Not only do ready-made meals contain minimal amounts of nutrients, but the nutrients that are present are synthetically produced and added back into the product. There are often very few vegetables included in ready-made meals, and those that are tend to be genetically modified.

Bone health is reliant on the nutrients provided in real food, such as the Foundation Foods listed in the Save our Bones Program. Unfortunately, ready-made meals do not consist of many of the foods needed to grow strong, healthy bones and bodies.

4. Ready-Made Meals Are Packed with Genetically Modified Ingredients

Savers know how dangerous genetically modified crops (GMOs) are when it comes to bone health and overall health. Not only do GMO’s contain lethal poison, but they are incredibly destructive to the organs that are instrumental to healthy bones, such as the kidneys and the liver.

The majority of ready-made meals contain high amounts of GMOs. Sugar, soybeans, corn, and canola are three common GMO ingredients found in most frozen meals at your grocery store. Take a look at the ingredient list on the package. If it contains corn syrup, corn starch, soy sauce, soybean oil, canola oil, cottonseed oil, vegetable shortening, sugar, or maltodextrin, there is a high likelihood that you will be consuming a meal filled with GMOs.

5. Ready-Made Meals Contain Hidden Sugar

Don’t let the low-sugar content of some ready-made meals fool you. While you may think that you are making a healthier choice by choosing one that is lower in sugar, most ready-made meals contain artificial sugars that wreak havoc on your health and bones. There are at least 60 different names for sugar listed on food labels, including dextrose, sucrose, high fructose corn syrup (HFCS), maltodextrin, molasses, and corn syrup, just to name a few.

All sugars are bone-destroyers. Sugar is highly acidifying and, similar to salt, studies have shown that excess consumption of sugar causes the excretion of calcium7 and other valuable bone-building minerals. Sugar consumption is also linked to increased cortisol levels8, which have an adverse impact on bone health as well and it is extremely erosive to cartilage.

6. Ready-Made Meals Are Highly Addictive

Humans are genetically wired to crave sugars and fats because, at one point in the distant past, they were critical for survival. In fact, those who were able to consume the most calories could stave off starvation and live on to survive. While fats and sugars are efficient sources of energy, in prehistoric times they were mainly found in simple sugars such as fruit. Our bodies today are not adapted to the amount of processed sugar and fats that are readily available to us.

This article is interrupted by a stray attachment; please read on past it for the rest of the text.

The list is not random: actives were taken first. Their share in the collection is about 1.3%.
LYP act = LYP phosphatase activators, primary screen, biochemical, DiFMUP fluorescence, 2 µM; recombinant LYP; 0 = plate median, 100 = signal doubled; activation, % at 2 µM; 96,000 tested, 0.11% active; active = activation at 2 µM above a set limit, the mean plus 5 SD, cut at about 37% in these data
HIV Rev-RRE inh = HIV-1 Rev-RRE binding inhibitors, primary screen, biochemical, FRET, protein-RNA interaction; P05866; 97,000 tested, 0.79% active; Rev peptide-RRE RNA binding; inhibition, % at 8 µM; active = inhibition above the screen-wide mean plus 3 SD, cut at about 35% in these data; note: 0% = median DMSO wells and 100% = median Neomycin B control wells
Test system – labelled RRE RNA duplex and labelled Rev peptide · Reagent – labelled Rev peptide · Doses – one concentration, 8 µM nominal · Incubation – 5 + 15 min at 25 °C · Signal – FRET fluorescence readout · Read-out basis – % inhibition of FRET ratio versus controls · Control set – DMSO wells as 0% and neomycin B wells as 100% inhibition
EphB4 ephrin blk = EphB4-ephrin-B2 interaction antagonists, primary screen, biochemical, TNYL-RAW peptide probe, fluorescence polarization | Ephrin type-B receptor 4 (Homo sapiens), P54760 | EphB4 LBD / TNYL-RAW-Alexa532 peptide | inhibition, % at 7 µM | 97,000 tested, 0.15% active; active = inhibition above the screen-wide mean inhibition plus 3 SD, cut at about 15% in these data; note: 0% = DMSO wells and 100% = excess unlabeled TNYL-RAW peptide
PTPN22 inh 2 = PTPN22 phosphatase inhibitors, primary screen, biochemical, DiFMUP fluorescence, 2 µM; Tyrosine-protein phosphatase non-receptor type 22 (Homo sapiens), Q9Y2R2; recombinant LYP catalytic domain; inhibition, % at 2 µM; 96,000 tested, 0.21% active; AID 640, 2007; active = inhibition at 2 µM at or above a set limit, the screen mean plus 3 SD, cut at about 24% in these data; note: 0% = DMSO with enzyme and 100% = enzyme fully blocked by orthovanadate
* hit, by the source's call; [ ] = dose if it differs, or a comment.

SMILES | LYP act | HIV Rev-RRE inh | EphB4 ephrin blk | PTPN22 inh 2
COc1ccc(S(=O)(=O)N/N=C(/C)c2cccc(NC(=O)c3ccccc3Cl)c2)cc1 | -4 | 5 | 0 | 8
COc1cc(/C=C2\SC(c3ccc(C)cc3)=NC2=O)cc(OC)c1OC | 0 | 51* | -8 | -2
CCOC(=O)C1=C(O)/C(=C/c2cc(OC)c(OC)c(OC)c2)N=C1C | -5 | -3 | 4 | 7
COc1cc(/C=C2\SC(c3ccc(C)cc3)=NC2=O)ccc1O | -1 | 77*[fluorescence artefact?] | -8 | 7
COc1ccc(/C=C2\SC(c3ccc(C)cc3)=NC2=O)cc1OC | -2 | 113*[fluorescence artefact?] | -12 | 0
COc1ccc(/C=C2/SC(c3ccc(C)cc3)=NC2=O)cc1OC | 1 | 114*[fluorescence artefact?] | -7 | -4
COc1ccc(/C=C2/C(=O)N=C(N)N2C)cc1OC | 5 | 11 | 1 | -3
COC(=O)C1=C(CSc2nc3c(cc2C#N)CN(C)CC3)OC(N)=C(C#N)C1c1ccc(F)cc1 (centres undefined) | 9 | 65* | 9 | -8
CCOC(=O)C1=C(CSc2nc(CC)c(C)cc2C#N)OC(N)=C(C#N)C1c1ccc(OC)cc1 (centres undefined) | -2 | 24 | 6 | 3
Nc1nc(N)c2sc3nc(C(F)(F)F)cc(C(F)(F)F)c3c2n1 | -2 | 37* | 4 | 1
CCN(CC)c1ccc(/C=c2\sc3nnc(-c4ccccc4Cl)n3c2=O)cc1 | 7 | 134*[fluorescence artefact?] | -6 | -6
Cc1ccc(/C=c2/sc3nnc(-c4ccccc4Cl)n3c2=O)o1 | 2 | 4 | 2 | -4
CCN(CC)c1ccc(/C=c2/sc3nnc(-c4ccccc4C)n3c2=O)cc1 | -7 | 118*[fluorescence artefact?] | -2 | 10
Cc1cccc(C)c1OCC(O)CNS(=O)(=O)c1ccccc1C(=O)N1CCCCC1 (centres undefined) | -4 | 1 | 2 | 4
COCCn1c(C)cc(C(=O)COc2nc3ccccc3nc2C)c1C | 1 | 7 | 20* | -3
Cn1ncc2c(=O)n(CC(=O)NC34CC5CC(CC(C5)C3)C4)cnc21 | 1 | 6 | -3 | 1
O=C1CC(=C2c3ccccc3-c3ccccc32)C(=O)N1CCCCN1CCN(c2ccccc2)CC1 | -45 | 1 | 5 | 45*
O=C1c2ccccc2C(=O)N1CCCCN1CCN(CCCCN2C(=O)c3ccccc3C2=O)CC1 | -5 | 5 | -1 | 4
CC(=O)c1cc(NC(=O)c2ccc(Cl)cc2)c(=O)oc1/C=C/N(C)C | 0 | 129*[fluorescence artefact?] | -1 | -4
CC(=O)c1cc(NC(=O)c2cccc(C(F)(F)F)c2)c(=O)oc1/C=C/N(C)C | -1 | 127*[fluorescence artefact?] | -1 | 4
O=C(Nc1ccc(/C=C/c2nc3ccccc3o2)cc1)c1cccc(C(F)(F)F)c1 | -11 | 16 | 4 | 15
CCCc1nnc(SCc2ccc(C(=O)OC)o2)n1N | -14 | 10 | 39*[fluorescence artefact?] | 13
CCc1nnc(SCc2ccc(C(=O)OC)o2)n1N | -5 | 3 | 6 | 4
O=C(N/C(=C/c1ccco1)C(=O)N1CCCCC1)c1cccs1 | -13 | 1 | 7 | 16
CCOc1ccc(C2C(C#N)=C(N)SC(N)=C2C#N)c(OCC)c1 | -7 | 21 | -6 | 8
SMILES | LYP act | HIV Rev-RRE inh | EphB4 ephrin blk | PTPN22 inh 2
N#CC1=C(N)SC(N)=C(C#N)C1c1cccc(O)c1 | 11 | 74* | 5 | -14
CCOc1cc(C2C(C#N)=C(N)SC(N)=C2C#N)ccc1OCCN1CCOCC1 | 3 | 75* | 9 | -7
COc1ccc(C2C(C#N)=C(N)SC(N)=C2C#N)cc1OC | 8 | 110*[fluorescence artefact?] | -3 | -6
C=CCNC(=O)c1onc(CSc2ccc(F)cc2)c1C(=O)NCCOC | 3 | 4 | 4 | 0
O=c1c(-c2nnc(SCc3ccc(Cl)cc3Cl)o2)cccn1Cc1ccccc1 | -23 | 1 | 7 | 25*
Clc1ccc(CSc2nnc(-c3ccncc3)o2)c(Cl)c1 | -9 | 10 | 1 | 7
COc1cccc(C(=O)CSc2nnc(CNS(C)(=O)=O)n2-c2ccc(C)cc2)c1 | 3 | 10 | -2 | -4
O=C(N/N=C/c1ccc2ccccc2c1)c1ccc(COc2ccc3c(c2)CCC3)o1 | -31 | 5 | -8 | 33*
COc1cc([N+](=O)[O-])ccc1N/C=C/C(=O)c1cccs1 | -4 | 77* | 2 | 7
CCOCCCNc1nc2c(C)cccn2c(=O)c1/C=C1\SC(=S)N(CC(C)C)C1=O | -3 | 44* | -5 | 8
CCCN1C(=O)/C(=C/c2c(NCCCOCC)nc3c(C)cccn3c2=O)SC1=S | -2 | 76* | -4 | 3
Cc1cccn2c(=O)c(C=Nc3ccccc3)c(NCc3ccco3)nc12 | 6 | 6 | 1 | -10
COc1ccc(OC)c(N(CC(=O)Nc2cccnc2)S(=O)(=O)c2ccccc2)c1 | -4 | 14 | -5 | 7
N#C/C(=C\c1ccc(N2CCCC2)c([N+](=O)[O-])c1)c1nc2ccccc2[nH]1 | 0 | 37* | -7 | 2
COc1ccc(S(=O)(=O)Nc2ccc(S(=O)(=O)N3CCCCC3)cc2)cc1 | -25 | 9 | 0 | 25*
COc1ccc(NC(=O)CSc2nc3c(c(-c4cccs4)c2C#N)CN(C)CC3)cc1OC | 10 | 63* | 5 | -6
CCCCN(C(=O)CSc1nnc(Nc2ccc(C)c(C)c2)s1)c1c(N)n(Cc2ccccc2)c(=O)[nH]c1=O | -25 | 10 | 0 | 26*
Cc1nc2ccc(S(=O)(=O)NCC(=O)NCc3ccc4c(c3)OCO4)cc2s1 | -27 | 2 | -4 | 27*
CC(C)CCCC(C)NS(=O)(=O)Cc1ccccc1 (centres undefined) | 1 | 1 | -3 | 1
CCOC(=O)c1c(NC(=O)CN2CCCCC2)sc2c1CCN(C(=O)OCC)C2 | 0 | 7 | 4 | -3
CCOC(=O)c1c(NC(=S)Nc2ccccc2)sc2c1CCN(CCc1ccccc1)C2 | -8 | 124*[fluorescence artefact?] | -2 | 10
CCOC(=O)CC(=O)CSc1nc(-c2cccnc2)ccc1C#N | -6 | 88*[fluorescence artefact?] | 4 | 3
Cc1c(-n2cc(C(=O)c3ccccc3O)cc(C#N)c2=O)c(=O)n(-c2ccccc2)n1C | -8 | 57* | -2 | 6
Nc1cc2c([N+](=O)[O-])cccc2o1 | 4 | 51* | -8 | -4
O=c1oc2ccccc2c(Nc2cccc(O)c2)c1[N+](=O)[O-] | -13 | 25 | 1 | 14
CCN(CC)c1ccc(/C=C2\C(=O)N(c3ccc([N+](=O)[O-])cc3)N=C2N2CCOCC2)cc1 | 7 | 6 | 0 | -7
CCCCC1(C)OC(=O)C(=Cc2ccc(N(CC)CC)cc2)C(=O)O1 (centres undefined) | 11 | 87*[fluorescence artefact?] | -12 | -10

Manufacturers designed ready-made meals to taste as rewarding as possible to ensure that consumers will continue to buy them. Competition has driven companies to try to “out-do” one another with tastes that are more appealing.

It’s not all about taste, either. When our bodies consume foods rich in sugar or fat, the brain releases dopamine.9 This “feel good” chemical controls the brain’s reward and pleasure centers. There has been a plethora of research illustrating the link between consuming unhealthy food and dopamine. For many people, this rapid release of dopamine is highly addictive. In fact, some studies have shown that eating processed foods stimulates the same parts of the brain as highly-addictive drugs, such as cocaine.10

As we’ve already discussed, prepared foods are packed with sugar and fat. As such, consuming these meals on a regular basis can enhance cravings and create an ongoing desire to consume more.

7. Ready-Made Meals Are High In Refined Carbohydrates

If you’re following the pH-balanced nutritional plan described in the Osteoporosis Reversal Program, then you know that grains are not emphasized, since, with very few exceptions, they are acidifying. However, whole grains do have their place in a healthy balanced diet. In fact, some grains, such as barley, contain valuable bone-building nutrients.

Unfortunately, the grains found in ready-made meals are highly processed and refined, which also strips them of any beneficial nutrients. These refined, “simple” carbohydrates are quickly broken down in the digestive tract and produce the same bone-damaging effects as sugar.

Even if the packaging claims the meal contains “whole grains”, be cautious. Many products that make that claim only contain a minuscule amount of actual whole grain, and are filled with processed flour.